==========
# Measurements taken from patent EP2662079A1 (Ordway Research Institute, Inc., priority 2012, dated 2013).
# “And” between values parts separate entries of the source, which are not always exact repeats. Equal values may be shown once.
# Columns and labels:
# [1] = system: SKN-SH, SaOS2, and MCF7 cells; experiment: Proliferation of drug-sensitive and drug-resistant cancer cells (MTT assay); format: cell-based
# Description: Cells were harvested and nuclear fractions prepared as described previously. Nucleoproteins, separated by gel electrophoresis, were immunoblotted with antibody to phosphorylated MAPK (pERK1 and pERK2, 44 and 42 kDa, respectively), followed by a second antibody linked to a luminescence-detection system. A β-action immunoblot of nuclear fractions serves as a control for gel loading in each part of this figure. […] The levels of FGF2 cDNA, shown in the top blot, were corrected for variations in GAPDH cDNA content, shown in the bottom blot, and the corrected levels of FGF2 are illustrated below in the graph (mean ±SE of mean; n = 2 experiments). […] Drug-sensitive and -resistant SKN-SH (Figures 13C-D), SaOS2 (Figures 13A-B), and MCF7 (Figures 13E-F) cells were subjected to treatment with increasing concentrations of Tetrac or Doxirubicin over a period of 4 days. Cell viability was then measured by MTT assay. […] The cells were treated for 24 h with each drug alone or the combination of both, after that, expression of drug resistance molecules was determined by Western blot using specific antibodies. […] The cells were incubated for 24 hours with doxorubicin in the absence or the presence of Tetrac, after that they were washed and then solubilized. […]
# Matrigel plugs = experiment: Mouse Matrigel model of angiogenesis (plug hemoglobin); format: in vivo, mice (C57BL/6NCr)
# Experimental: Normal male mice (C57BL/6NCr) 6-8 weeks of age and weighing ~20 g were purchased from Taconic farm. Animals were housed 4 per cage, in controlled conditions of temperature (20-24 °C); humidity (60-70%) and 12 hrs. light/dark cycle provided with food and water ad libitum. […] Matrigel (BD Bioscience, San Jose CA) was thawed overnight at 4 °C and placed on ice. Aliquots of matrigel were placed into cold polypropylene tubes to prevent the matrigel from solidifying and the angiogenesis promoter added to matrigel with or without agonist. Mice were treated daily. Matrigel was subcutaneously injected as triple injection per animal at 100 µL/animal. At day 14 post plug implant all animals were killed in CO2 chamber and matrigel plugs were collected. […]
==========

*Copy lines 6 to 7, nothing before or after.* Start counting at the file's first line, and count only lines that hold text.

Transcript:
# Matrigel plugs = experiment: Mouse Matrigel model of angiogenesis (plug hemoglobin); format: in vivo, mice (C57BL/6NCr)
# Experimental: Normal male mice (C57BL/6NCr) 6-8 weeks of age and weighing ~20 g were purchased from Taconic farm. Animals were housed 4 per cage, in controlled conditions of temperature (20-24 °C); humidity (60-70%) and 12 hrs. light/dark cycle provided with food and water ad libitum. […] Matrigel (BD Bioscience, San Jose CA) was thawed overnight at 4 °C and placed on ice. Aliquots of matrigel were placed into cold polypropylene tubes to prevent the matrigel from solidifying and the angiogenesis promoter added to matrigel with or without agonist. Mice were treated daily. Matrigel was subcutaneously injected as triple injection per animal at 100 µL/animal. At day 14 post plug implant all animals were killed in CO2 chamber and matrigel plugs were collected. […]